Agent Steel – No Other Godz Before Me Review

Ah, the never ending Agent Steel saga sprouts a new, fantastical chapter. As a youthful metal maniac when Agent Steel’s 1985 debut, Skeptics Apocalypse entered orbit, I was blown away by their Judas Priest on Super Soldier formula sound and the stratospheric, air raid vocals of the enigmatic John Cyriis.1 To this day I still hold that album and 1987 follow up Unstoppable Force close to my heart, mostly due to the over the over-the-top vocal performance of Mr. Cyriis. After Unstoppable Force, the band hit the skids, with the mercurial Cyriis leaving, returning, leaving, being adducted by aliens, and other sorts of drama and Machiavellian conspiracies unfolding. I waited patiently for the next Agent Steel opus as my college years drifted by, then grad school, then law school, and nothing. It wasn’t until 1999 that the band reappeared with Omega Conspiracy, but sadly without Cyriis. While I enjoyed the three second stage Agent Steel albums to lesser or greater degrees, things just weren’t the same without the mysterious frontman and his otherworldly pipes. Now after decades of rumored reunions we finally get an Agent Steel release with Mr. Cyriis back to reign as the sole original member. Can any album with nearly 35 years of built up fanboy anticipation live up to the colossal hype?

There’s a better chance you run into the business end of an alien rectal probe. In truth No Other Godz Before Me is a hot mess, but that doesn’t mean it lacks entertainment value. If nothing else you get to hear Mr. Cyriis once again wailing and caterwauling over the top of urgent, Painkiller-esque speed metal. The original blueprint from the classic days is dusted off and only slightly modernized, then off they go to rifle through Hangar 18 like it’s 1988 and Alf is still America’s favorite E.T. After an expectedly bizarre intro, Martian Chronicler Supreme Cyriis reclaims his crown on “Crypts of Galactic Damnation” and his once unstoppable voice is…different. After 30-something years away from music, he’s still recognizable and can still hit shockingly high notes, but he sometimes sounds like a cartoon character. One writer’s young daughter thought it was Elmo singing, and Tickle Me Agent Steel isn’t too far from the heavily redacted truth. Weird and wonky as he sounds, his vocals still work due to some righteously exuberant riffing and high level band support giving his performance a big push. You’ll definitely remember the Edguy on helium and bath salts chorus, that’s for sure. The title track is the big highlight – a straight up nostalgia trip back to the debut. This song alone makes the album worth a listen and makes my steel heart happy. The guitar-work is painstakingly faithful to the band’s classic era and it’s easy to pretend this is the material that should have appeared circa 1989.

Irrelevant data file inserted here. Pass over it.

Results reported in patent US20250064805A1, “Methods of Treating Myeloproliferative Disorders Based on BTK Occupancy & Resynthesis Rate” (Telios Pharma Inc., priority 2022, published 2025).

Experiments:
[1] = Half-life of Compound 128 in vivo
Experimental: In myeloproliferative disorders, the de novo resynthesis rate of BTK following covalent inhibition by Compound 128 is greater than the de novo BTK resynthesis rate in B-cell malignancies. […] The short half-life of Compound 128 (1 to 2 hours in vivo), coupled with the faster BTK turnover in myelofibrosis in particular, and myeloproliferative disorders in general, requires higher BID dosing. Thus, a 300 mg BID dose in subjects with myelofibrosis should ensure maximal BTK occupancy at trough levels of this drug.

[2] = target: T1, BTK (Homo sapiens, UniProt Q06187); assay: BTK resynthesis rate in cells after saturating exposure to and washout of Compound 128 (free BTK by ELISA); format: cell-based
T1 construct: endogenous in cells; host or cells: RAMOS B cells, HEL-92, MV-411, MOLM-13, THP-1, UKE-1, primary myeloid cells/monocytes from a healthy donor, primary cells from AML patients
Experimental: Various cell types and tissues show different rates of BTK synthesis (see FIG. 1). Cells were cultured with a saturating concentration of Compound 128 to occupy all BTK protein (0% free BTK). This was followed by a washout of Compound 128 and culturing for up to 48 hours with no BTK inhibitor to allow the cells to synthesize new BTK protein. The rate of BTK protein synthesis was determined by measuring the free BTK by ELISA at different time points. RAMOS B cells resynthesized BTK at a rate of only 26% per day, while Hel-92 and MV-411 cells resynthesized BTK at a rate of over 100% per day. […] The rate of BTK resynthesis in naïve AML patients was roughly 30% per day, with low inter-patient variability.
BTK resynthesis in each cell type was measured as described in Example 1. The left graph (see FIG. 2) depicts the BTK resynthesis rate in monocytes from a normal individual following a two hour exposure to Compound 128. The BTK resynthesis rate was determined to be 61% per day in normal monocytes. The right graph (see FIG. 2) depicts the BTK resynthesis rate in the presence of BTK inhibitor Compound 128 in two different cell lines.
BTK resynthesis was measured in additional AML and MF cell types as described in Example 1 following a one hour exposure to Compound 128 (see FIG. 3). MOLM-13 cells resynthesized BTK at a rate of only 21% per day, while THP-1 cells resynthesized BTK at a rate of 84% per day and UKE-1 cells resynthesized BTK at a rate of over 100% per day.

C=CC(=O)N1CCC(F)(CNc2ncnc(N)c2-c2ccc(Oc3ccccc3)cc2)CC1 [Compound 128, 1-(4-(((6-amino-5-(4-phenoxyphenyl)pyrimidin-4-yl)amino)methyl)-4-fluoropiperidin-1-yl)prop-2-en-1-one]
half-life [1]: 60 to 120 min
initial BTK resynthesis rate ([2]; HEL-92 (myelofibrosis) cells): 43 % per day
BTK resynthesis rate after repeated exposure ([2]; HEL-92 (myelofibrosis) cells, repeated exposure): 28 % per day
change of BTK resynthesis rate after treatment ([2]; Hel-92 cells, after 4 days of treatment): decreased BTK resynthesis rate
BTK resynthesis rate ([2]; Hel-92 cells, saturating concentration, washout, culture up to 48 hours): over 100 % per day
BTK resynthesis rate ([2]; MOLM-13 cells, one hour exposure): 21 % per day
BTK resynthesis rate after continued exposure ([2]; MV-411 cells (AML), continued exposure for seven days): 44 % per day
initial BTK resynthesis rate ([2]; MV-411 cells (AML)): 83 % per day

Unfortunately, the rest of the album is an unstable haunted amusement park ride with some songs taking flight and others crashing back to Earth hard. Cuts like “The Devil’s Greatest Trick” and “Carousel of Vagrant Souls” punch through on raw aggression and lunatic moxie, while others like “Trespassers” and “Veterans of Disaster” end up more annoying than entertaining. The balance of good to bad weighs against the band overall, and only a few songs really impress from start to finish. Too many feel like poor attempts to reanimate a long dead band’s mystique with ham-fisted excess being the only tool left in the kit. Try as I might, and with three decades of goodwill in my back pocket, I just can’t bring myself to love cuts like “Sonata Cosmica” or “Outer Space Connection.” Add to that an absolutely craptastic album cover and a closing instrumental that adds nothing and you have one rough return trip from oblivion.

I’m unsure exactly what to make of John Cyriis’ vocals in 2021. Sometimes it seems like no time has passed since his powerhouse voice blasted the metal world into ass dust in 85. Other times he sounds forced, silly and waaay over-produced. On top of that, his approach to every moment of every song can be summed up as nuclear bestial overkill. Enough so to make Ripper look like the patron saint of vocal restraint. It’s sometimes too much to bear, even for a huge fan like myself. While the vocals can be an ugly dog show, the same cannot be said for the guitar work from Nikolay Atanasov and Vinicius Carvalho. This titanic twosome gives it their all, thrashing, bashing and shredding across the known galaxy and beyond. The riff foundation they provide for John’s crazed vocals often end up the best part of the songs, and when solo time arrives, they go all in. Said solos are kept faithful to the sound and style of the 80s albums, which is a lovely touch for barely continent geezers like me. These boys have tremendous talent and without them this whole enterprise would have crashed way faster and much harder.

No Other Godz Before Me is not the Agent Steel comeback I deserved but it’s the comeback I got. After so long a time I suppose I should be thankful for getting anything at all. I’ve heard alien conspiracy theories less bizarre than this album, but if fate and the Great Red Space Ape somehow keep Agent Steel together for another shot before I’m checked into metal assisted living, I’ll be there ready to bleed for the Godz. Talk about drinking the Kool-Aid, huh? If you never heard the 80s albums, get your ass in the time machine and do so. As for this one, approach carefully with a long handled probe.

Rating: 2.5/5.0
DR: 5 | Format Reviewed: 320 kbps mp3
Label: Dissonance Productions
Websites: |
Releases Worldwide: March 19th, 2021

Show 1 footnote

  1. He was Ripper Owens long before Ripper was.
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